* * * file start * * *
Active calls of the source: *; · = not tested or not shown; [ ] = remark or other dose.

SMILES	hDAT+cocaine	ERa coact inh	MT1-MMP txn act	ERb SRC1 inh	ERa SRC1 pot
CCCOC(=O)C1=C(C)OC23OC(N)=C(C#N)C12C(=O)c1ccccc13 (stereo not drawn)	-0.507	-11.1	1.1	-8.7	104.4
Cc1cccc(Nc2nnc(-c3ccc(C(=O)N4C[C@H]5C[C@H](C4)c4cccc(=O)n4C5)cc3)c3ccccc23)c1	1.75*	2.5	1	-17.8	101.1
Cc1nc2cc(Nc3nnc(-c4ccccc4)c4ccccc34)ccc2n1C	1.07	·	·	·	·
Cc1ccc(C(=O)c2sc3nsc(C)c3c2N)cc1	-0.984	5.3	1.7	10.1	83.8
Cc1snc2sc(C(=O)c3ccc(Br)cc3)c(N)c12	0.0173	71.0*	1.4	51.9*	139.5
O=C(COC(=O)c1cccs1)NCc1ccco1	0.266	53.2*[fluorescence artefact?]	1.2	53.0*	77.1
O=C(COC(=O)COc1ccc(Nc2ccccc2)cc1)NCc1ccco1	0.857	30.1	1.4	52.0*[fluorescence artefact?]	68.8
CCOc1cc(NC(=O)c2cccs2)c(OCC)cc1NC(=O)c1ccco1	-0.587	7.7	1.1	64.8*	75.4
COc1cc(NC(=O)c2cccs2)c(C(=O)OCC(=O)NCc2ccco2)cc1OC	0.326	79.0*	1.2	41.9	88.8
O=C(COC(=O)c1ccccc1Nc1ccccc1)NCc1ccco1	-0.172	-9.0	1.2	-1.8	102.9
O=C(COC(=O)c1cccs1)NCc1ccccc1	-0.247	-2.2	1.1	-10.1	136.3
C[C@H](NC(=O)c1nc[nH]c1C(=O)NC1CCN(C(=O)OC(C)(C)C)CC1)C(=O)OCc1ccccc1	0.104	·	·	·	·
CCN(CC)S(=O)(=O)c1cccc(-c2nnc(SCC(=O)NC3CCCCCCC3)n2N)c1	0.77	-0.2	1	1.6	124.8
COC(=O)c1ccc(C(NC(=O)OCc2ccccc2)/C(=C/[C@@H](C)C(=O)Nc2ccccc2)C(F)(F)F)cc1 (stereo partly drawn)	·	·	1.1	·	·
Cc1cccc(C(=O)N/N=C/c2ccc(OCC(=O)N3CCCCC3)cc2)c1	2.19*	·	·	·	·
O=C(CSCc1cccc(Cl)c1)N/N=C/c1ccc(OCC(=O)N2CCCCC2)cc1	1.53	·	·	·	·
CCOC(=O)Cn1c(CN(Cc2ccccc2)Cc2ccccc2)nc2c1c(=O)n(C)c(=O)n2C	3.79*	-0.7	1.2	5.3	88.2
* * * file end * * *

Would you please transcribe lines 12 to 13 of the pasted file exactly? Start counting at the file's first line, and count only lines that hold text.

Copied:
O=C(COC(=O)c1ccccc1Nc1ccccc1)NCc1ccco1	-0.172	-9.0	1.2	-1.8	102.9
O=C(COC(=O)c1cccs1)NCc1ccccc1	-0.247	-2.2	1.1	-10.1	136.3